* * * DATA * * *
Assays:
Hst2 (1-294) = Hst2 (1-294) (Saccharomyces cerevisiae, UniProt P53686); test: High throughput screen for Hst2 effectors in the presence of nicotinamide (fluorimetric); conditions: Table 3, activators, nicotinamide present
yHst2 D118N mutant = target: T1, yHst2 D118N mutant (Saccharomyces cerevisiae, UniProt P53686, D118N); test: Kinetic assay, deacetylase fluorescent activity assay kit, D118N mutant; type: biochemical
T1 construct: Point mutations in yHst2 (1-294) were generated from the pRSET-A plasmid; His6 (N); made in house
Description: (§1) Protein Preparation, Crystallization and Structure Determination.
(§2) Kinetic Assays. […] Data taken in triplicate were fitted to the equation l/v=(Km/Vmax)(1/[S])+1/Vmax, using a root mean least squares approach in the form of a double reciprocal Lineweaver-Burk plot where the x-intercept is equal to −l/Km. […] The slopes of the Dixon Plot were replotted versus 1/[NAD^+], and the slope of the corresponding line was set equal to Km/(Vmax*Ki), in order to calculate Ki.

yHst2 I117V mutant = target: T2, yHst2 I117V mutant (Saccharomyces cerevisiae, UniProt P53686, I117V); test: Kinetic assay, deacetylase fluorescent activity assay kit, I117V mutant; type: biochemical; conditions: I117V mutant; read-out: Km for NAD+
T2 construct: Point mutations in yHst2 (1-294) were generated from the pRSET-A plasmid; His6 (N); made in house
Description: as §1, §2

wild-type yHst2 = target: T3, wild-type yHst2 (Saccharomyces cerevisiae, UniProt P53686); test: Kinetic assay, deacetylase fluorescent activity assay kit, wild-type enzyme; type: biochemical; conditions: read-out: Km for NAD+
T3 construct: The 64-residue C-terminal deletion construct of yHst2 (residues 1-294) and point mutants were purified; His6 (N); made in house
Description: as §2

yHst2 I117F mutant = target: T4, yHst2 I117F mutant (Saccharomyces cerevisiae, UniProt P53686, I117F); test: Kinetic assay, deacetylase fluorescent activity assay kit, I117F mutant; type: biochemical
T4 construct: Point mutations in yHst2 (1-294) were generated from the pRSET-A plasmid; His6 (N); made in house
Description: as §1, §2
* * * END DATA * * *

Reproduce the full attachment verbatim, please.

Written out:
Assays:
Hst2 (1-294) = Hst2 (1-294) (Saccharomyces cerevisiae, UniProt P53686); test: High throughput screen for Hst2 effectors in the presence of nicotinamide (fluorimetric); conditions: Table 3, activators, nicotinamide present
yHst2 D118N mutant = target: T1, yHst2 D118N mutant (Saccharomyces cerevisiae, UniProt P53686, D118N); test: Kinetic assay, deacetylase fluorescent activity assay kit, D118N mutant; type: biochemical
T1 construct: Point mutations in yHst2 (1-294) were generated from the pRSET-A plasmid; His6 (N); made in house
Description: (§1) Protein Preparation, Crystallization and Structure Determination.
(§2) Kinetic Assays. […] Data taken in triplicate were fitted to the equation l/v=(Km/Vmax)(1/[S])+1/Vmax, using a root mean least squares approach in the form of a double reciprocal Lineweaver-Burk plot where the x-intercept is equal to −l/Km. […] The slopes of the Dixon Plot were replotted versus 1/[NAD^+], and the slope of the corresponding line was set equal to Km/(Vmax*Ki), in order to calculate Ki.

yHst2 I117V mutant = target: T2, yHst2 I117V mutant (Saccharomyces cerevisiae, UniProt P53686, I117V); test: Kinetic assay, deacetylase fluorescent activity assay kit, I117V mutant; type: biochemical; conditions: I117V mutant; read-out: Km for NAD+
T2 construct: Point mutations in yHst2 (1-294) were generated from the pRSET-A plasmid; His6 (N); made in house
Description: as §1, §2

wild-type yHst2 = target: T3, wild-type yHst2 (Saccharomyces cerevisiae, UniProt P53686); test: Kinetic assay, deacetylase fluorescent activity assay kit, wild-type enzyme; type: biochemical; conditions: read-out: Km for NAD+
T3 construct: The 64-residue C-terminal deletion construct of yHst2 (residues 1-294) and point mutants were purified; His6 (N); made in house
Description: as §2

yHst2 I117F mutant = target: T4, yHst2 I117F mutant (Saccharomyces cerevisiae, UniProt P53686, I117F); test: Kinetic assay, deacetylase fluorescent activity assay kit, I117F mutant; type: biochemical
T4 construct: Point mutations in yHst2 (1-294) were generated from the pRSET-A plasmid; His6 (N); made in house
Description: as §1, §2